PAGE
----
Figure 1: This cardiac computed tomography angiographic image showing the origin of right and left subclavian arteries from the posterior perspective. As is seen, the left subclavian artery arises as the last branch from this abnormal artery
Figure 2: The upper panel (a and c) showing the arch-on-arch appearance produced by the aortic arch (at the bottom) and the arch produced by the bent of the abnormal artery (at the top) in the lateral projection on cardiac computed tomography angiography and catheter angiography. The lower panel (b and d) indicates the figure-of-eight configuration produced by the tortuous course of the abnormal artery on computed tomography angiography and the corresponding image on catheter angiogram in the anteroposterior view
Figure 3: (a-c) The different parts (segments) of this abnormal artery. The speculative embryologic explanations for this anomalous aortic arch are the persistence of the left ventral aorta, the left carotid duct, and the dorsal aorta between the fourth and sixth aortic arch. The right horn makes the proximal segment of the right aortic arch, and the left horn, which is of unusually large caliber and of abnormally long length, associated with extensive abnormal remodeling of the left brachiocephalic artery, creates an appearance of dual ascending aortas (AA: ascending aorta, DA: descending aorta, NPA: native pulmonary arteries)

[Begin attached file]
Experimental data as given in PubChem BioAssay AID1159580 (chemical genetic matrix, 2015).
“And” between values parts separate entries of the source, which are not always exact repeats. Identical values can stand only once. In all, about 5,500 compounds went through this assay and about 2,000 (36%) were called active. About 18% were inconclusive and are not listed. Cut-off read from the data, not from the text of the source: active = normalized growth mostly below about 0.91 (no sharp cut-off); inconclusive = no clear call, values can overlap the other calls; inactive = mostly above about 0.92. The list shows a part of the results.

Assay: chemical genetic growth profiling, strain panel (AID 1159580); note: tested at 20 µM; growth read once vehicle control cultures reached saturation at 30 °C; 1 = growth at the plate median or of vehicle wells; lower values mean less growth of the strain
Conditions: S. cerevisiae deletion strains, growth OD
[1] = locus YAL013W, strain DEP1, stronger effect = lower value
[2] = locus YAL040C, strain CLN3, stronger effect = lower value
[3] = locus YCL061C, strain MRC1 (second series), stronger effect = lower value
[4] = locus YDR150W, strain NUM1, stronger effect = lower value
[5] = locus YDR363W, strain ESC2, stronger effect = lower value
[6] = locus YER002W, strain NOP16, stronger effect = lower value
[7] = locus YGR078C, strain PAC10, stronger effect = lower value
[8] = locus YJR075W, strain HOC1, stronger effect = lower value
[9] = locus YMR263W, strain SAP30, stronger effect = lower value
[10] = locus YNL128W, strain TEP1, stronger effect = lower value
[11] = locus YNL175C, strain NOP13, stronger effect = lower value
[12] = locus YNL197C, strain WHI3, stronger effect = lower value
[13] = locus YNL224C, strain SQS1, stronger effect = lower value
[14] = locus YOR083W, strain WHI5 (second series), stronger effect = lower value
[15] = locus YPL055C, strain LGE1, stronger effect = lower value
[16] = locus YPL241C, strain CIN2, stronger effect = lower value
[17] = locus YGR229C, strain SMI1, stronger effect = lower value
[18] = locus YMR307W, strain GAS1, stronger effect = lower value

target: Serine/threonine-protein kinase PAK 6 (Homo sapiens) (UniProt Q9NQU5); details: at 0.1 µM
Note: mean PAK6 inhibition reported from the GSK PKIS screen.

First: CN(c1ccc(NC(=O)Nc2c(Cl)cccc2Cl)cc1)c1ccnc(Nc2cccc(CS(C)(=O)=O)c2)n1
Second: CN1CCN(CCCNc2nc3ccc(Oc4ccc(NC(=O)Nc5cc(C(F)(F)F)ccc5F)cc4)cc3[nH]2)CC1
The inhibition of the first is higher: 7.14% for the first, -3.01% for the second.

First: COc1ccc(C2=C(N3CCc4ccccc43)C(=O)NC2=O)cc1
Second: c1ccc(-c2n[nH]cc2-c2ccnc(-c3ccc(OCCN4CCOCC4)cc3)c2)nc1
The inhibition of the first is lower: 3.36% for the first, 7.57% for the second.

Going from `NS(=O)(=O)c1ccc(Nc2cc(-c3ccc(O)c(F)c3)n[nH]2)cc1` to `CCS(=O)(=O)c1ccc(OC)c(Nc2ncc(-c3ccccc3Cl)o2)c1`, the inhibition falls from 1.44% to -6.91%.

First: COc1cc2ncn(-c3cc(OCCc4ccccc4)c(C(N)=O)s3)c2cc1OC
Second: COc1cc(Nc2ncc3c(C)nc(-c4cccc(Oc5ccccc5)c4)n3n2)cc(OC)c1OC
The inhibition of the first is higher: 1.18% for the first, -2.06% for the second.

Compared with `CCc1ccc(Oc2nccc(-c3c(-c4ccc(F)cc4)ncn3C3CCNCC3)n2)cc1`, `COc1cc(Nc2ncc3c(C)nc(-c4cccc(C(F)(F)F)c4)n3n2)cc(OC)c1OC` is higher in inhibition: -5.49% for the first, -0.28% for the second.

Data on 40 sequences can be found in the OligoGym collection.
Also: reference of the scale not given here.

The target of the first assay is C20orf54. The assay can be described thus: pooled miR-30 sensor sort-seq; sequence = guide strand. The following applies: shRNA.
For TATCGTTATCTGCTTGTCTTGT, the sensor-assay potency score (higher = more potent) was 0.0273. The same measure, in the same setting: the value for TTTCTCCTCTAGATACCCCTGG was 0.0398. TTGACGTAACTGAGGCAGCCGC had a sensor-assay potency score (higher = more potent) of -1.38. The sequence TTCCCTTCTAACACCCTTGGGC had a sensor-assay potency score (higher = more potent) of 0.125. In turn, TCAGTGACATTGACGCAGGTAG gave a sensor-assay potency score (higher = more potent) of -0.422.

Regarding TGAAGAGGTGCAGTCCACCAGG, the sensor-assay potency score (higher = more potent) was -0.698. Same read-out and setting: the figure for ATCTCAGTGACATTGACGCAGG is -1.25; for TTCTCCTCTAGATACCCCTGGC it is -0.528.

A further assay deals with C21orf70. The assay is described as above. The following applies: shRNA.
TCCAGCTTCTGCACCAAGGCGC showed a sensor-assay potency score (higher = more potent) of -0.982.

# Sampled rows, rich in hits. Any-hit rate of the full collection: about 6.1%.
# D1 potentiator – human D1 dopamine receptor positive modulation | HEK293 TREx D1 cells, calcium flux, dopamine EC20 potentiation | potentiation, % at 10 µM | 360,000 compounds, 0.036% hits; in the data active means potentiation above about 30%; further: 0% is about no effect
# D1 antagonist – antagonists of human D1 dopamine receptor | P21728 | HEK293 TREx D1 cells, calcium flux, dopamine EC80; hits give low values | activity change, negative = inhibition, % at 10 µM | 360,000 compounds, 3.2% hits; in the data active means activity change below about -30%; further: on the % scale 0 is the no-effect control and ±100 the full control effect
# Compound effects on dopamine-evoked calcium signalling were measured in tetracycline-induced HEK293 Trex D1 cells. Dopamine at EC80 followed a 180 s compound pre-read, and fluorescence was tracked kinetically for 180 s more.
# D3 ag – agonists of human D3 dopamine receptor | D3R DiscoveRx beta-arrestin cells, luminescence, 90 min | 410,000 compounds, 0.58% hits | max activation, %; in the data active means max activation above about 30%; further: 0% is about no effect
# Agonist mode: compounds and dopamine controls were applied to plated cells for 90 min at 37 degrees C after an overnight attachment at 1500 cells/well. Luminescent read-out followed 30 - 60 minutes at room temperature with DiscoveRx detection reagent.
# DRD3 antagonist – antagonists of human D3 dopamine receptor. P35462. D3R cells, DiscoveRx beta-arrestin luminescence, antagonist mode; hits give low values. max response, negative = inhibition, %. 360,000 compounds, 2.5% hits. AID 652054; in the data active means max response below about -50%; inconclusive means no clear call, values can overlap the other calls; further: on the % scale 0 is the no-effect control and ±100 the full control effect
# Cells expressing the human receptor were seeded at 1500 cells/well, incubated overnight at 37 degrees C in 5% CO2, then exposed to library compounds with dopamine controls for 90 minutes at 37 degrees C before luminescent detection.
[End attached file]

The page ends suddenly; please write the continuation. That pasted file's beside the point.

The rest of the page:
Interphase fluorescence in situ hybridization (FISH) analysis of intact cells, using DiGeorge/VCF TUPLE 1 and 22q13.3 Deletion Syndrome Probe Combination, showed deletion of chromosome 22q11.2 (DiGeorge/VFS TUPLE 1).
According to the excellent review of Gupta et al., this abnormal artery could not be a persistent fifth aortic arch (PFAA), because the first requirement for being called as a PFAA, that is the artery should arise proximal to the brachiocephalic artery, is not fulfilled. Actually, both the left common carotid artery and the left subclavian artery arose from this abnormal vessel, which denotes that this vessel is the result of extensive abnormal remodeling of the left brachiocephalic artery but not a persistent left fifth aortic arch.,,